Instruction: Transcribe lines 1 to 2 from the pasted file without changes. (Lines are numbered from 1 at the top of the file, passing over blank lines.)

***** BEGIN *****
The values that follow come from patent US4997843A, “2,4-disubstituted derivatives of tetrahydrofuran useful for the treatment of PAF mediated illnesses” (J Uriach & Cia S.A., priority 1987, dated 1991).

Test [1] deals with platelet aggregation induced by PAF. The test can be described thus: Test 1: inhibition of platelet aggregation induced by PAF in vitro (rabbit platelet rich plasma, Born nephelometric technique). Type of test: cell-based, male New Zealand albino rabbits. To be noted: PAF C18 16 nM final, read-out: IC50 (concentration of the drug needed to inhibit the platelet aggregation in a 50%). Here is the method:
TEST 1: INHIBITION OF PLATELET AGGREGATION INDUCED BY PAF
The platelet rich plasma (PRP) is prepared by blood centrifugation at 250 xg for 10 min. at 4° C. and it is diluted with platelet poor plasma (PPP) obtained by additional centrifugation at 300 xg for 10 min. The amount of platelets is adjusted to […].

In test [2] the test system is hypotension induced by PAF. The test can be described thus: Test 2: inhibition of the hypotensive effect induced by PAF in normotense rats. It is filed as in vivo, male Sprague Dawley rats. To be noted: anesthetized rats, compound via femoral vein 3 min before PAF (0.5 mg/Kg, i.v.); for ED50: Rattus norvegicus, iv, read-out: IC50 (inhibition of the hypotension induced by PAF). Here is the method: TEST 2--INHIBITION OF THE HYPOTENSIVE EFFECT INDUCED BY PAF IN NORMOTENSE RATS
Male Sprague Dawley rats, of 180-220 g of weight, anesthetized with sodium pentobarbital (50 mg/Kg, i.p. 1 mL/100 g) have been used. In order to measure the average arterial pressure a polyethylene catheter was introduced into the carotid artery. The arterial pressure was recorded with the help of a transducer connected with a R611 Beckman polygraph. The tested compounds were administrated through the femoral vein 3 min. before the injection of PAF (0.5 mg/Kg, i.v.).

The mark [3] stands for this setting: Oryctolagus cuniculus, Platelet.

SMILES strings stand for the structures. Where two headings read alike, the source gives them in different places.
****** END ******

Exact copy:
The values that follow come from patent US4997843A, “2,4-disubstituted derivatives of tetrahydrofuran useful for the treatment of PAF mediated illnesses” (J Uriach & Cia S.A., priority 1987, dated 1991).

Test [1] deals with platelet aggregation induced by PAF. The test can be described thus: Test 1: inhibition of platelet aggregation induced by PAF in vitro (rabbit platelet rich plasma, Born nephelometric technique). Type of test: cell-based, male New Zealand albino rabbits. To be noted: PAF C18 16 nM final, read-out: IC50 (concentration of the drug needed to inhibit the platelet aggregation in a 50%). Here is the method: